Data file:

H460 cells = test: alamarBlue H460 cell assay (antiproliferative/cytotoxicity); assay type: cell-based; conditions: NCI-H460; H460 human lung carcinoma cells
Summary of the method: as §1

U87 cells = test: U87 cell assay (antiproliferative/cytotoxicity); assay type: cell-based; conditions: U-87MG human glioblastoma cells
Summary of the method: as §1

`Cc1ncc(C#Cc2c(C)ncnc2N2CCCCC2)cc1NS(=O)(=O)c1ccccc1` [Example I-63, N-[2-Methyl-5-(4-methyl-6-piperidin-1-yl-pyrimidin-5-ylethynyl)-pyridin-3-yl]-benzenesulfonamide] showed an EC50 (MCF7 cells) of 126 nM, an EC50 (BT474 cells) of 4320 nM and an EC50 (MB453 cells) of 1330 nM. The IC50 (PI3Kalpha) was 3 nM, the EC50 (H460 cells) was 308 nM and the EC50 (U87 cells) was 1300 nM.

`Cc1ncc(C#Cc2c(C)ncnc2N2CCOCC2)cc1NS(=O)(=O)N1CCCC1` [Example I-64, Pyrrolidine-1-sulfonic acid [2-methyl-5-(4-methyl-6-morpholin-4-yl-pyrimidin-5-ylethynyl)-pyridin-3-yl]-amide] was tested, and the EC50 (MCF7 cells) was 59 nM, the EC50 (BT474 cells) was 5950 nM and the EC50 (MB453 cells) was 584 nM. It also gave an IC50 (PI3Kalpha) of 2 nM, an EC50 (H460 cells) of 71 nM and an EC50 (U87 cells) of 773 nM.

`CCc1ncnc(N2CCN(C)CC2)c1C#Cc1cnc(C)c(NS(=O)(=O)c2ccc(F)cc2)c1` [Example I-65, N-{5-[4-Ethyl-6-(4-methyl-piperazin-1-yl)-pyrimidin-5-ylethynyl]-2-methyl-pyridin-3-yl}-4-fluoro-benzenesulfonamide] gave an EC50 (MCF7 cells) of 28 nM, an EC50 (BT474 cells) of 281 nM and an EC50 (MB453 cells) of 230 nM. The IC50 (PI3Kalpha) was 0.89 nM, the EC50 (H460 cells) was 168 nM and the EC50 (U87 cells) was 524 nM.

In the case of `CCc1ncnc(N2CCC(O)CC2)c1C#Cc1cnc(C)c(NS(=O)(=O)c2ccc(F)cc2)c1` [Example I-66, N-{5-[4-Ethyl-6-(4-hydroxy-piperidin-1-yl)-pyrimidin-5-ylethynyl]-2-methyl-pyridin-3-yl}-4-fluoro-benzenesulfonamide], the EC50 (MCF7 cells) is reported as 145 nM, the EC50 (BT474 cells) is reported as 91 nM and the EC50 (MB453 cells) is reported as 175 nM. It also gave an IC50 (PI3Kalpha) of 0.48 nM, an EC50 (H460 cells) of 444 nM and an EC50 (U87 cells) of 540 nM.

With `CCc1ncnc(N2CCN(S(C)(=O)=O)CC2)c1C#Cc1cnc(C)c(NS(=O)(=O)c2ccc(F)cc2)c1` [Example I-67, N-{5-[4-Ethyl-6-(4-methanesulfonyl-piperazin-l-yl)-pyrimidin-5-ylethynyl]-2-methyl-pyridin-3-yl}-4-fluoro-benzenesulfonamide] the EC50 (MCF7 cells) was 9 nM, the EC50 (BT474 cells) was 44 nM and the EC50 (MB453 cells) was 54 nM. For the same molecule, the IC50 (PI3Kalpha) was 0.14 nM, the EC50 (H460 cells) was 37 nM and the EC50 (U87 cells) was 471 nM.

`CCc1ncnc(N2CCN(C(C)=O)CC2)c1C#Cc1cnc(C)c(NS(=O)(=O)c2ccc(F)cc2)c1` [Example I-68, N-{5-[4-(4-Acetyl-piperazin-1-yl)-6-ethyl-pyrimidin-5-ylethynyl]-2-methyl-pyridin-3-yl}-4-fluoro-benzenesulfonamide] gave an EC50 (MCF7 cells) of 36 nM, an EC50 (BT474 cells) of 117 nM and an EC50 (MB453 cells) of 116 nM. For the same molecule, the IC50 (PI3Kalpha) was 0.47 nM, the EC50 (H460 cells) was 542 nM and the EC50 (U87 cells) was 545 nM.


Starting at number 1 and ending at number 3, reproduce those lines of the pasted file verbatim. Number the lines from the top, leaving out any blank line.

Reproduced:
H460 cells = test: alamarBlue H460 cell assay (antiproliferative/cytotoxicity); assay type: cell-based; conditions: NCI-H460; H460 human lung carcinoma cells
Summary of the method: as §1

U87 cells = test: U87 cell assay (antiproliferative/cytotoxicity); assay type: cell-based; conditions: U-87MG human glioblastoma cells